Kotlin's idiomatic way to achieve request hedging?

Spring’s reactor has an interesting feature : Hedging . It means spawning many requests and get the first returned result , and automatically clean other contexts. Josh Long recently has been actively promoting this feature. Googling Spring reactor hedging shows relative results. If anybody is curious , here is the sample code . In short , Flux.first() simplifies all the underlaying hassles , which is very impressive.

I wonder how this can be achieved with Kotlin’s coroutine and multithread , (and maybe with Flow or Channel ) . I thought of a simple scenario : One service accepts longUrl and spawns the longUrl to many URL shorten service ( such as IsGd , TinyUrl …) , and returns the first returned URL … (and terminates / cleans other thread / coroutine resources)

There is an interface UrlShorter that defines this work :

interface UrlShorter {
  suspend fun getShortUrl(longUrl: String): String?
}

And there are 4 implementations , one for is.gd , another for tinyUrl , and the third is a Dumb implementation that blocks 10 seconds and return null , the forth is a Null implementation that immediate returns null …

The http library is org.apache.http.client.fluent.Request , a blocking http library.


class IsgdImpl : UrlShorter {
  override suspend fun getShortUrl(longUrl: String): String? {
    logger.info("running : {}", Thread.currentThread().name)
    val url = "https://is.gd/create.php?format=simple&url=%s".format(URLEncoder.encode(longUrl, "UTF-8"))

    return withContext(Dispatchers.IO) {
      logger.info("running Dispatchers.IO : {}", Thread.currentThread().name)
      try {
        Request.Get(url).execute().returnContent().asString().also {
          logger.info("returning {}", it)
        }
      } catch (e: Throwable) {
        null
      }
    }
  }
}
class TinyImpl : UrlShorter {
  override suspend fun getShortUrl(longUrl: String): String? {
    logger.info("running : {}", Thread.currentThread().name)
    val url = "http://tinyurl.com/api-create.php?url=$longUrl"

    return withContext(Dispatchers.IO) {
      logger.info("running Dispatchers.IO : {}", Thread.currentThread().name)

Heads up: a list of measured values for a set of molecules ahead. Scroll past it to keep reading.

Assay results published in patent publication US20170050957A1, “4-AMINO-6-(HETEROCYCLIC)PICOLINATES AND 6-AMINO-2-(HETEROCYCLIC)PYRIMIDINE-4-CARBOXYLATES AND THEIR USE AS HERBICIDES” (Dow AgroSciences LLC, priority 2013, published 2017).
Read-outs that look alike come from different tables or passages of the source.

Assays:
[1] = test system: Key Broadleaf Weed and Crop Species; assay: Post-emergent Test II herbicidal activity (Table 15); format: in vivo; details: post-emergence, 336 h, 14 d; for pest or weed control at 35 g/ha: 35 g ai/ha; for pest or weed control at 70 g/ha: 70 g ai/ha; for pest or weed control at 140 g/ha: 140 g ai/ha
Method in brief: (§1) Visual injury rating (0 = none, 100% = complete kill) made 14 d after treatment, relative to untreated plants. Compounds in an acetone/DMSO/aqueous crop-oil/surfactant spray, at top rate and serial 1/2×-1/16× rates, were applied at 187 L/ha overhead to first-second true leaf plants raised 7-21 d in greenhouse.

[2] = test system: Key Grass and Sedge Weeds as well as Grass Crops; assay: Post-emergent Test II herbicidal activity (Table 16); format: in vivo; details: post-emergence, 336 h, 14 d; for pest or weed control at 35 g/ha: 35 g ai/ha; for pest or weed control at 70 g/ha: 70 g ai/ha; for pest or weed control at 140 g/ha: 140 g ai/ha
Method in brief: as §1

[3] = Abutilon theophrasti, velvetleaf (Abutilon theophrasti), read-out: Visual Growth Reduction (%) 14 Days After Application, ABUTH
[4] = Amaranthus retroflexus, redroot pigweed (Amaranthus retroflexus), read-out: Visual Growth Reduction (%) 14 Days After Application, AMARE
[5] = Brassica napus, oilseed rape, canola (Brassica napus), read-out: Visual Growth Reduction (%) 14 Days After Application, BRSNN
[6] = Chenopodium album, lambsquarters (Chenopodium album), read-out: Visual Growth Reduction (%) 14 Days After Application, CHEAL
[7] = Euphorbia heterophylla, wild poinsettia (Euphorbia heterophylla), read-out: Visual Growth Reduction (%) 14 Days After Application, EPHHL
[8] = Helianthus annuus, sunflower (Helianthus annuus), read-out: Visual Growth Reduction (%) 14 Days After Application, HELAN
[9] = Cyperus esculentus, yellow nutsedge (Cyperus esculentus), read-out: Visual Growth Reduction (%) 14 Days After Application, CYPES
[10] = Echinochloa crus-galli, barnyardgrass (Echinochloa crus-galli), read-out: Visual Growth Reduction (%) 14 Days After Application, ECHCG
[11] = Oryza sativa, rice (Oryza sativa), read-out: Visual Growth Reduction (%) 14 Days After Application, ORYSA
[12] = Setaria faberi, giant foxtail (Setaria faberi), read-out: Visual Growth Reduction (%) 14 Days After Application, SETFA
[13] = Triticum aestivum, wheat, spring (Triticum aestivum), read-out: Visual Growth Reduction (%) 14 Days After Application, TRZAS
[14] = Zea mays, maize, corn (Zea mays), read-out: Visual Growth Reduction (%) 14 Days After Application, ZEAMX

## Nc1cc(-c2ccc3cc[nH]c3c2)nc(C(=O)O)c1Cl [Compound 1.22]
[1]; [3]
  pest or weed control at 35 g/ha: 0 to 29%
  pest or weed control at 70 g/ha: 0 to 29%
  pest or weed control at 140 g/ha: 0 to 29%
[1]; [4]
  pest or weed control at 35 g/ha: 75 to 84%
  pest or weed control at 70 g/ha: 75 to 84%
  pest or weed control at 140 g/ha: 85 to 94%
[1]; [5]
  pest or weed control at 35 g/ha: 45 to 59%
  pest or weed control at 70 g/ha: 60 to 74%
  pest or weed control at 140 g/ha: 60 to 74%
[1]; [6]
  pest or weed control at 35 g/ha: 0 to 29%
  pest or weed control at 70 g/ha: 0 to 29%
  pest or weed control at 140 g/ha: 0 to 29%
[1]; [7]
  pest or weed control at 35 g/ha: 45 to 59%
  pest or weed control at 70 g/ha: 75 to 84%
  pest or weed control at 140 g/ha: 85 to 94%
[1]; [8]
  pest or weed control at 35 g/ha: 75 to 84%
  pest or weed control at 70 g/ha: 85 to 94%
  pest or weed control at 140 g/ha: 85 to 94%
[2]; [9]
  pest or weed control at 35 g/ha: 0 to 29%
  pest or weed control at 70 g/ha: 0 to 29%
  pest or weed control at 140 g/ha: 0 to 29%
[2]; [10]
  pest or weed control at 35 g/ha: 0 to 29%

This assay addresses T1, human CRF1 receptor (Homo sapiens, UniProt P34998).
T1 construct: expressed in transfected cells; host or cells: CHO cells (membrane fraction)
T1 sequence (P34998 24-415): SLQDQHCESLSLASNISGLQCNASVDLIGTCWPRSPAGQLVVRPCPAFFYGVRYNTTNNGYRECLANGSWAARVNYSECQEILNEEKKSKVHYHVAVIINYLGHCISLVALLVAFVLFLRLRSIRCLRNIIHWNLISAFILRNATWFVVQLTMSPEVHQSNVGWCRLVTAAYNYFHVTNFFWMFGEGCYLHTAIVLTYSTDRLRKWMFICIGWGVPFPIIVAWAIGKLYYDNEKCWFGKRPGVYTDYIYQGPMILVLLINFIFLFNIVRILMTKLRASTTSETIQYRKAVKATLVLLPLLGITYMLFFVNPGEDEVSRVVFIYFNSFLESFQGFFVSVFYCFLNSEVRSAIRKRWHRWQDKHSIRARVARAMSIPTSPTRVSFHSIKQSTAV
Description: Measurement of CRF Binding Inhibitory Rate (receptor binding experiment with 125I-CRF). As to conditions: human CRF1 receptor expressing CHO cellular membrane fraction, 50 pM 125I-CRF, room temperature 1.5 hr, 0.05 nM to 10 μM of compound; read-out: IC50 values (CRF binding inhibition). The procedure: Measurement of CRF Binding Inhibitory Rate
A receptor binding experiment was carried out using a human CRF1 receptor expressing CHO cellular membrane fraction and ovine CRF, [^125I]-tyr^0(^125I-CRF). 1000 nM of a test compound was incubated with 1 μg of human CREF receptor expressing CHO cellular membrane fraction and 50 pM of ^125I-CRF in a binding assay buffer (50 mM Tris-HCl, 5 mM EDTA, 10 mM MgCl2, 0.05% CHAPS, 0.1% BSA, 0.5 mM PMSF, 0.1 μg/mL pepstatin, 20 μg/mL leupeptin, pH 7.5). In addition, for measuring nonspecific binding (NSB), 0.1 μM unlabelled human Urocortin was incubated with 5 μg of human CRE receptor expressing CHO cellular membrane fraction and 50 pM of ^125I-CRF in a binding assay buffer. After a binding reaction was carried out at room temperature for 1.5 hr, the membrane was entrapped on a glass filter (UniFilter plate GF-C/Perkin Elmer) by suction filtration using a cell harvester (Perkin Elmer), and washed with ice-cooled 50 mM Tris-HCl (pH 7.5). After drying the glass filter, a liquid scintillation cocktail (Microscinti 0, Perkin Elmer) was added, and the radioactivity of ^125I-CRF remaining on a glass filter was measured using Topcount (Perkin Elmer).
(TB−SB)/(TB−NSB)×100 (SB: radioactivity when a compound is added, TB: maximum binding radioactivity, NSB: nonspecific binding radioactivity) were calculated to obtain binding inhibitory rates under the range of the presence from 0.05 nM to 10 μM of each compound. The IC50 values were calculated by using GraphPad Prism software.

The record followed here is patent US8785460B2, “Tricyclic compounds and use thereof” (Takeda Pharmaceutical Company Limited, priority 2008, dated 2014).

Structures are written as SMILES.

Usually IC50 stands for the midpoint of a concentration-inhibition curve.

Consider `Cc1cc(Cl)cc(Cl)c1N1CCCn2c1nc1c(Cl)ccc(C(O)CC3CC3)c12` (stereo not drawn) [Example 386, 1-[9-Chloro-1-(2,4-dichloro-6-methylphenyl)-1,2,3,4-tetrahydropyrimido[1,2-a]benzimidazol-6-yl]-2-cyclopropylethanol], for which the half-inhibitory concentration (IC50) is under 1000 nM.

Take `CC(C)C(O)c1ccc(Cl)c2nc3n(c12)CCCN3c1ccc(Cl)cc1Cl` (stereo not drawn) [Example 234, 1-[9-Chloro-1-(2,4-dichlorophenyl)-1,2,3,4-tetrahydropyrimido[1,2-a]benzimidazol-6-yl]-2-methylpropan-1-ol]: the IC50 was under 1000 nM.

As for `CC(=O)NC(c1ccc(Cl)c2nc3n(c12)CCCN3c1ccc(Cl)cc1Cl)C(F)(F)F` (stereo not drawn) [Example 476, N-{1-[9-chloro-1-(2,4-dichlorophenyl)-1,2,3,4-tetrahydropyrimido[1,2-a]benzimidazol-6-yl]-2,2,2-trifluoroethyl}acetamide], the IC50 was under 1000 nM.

try {
        Request.Get(url).execute().returnContent().asString().also {
          logger.info("returning {}", it)
        }
      } catch (e: Throwable) {
        null
      }
    }
  }
}
/**
 * delays 10 seconds and returns null
 */
class DumbImpl : UrlShorter {
  override suspend fun getShortUrl(longUrl: String): String? {
    logger.info("running : {}", Thread.currentThread().name)
    delay(10 * 1000)
    return null
  }
}
/**
 * returns null immediately
 */
class NullImpl : UrlShorter {
  override suspend fun getShortUrl(longUrl: String): String? {
    logger.info("running : {}", Thread.currentThread().name)
    return null
  }
}

And one Service with all implementations :

@ExperimentalCoroutinesApi
@FlowPreview
class UrlShorterService(private val impls: List<UrlShorter>) {

  suspend fun getShortUrl(longUrl: String): String {
    // how to implement it ?
  }
}

The point is hedging implementation , I’ve thought this solution :

  suspend fun getShortUrl(longUrl: String): String {
    return methodFlowMerge1(longUrl)
  }

  private suspend fun methodFlowMerge1(longUrl: String): String {
    return impls.asSequence().asFlow().flatMapMerge(impls.size) { impl ->
      flow {
        impl.getShortUrl(longUrl)?.also {
          emit(it)
        }
      }
    }.first()
  }

This is the testing code :


@ExperimentalCoroutinesApi
@FlowPreview
class UrlShorterServiceTest {

  @Test
  fun testHedging() {
    val impls = listOf(NullImpl(), DumbImpl(), IsgdImpl(), TinyImpl())
    val service = UrlShorterService(impls)
    runBlocking {

      service.getShortUrl("https://www.google.com").also {
        logger.info("result = {}", it)
      }
    }
  }
}

I purposely add NullImpl and DumbImpl in the front of the list , hoping it can be spawn earlier. The result seems OK :

   * 13:40:21,358 INFO  NullImpl - running : main @coroutine#3
   * 13:40:21,380 INFO  DumbImpl - running : main @coroutine#4
   * 13:40:21,386 INFO  IsgdImpl - running : main @coroutine#5
   * 13:40:21,402 INFO  IsgdImpl$getShortUrl$2 - running Dispatchers.IO : DefaultDispatcher-worker-1 @coroutine#5
   * 13:40:21,416 INFO  TinyImpl - running : main @coroutine#6
   * 13:40:21,419 INFO  TinyImpl$getShortUrl$2 - running Dispatchers.IO : DefaultDispatcher-worker-2 @coroutine#6
   * 13:40:23,029 INFO  TinyImpl$getShortUrl$2 - returning http://tinyurl.com/389lo
   * 13:40:23,031 INFO  IsgdImpl$getShortUrl$2 - returning https://is.gd/EuvYes
   * 13:40:23,126 INFO  UrlShorterServiceTest$testHedging$1 - result = http://tinyurl.com/389lo

The TinyImpl returns first and returns the result. It seems good , but I wonder if it safe ? Are the other coroutine resources really cancelled / cleaned ? Is it better to rewrite it to this :

  private suspend fun methodFlowMerge2(longUrl: String): String {
    return impls.asSequence().asFlow().flatMapMerge(impls.size) { impl ->
      flow {
        impl.getShortUrl(longUrl)?.also {
          emit(it)
        }
      }.flowOn(Dispatchers.IO)
    }.first()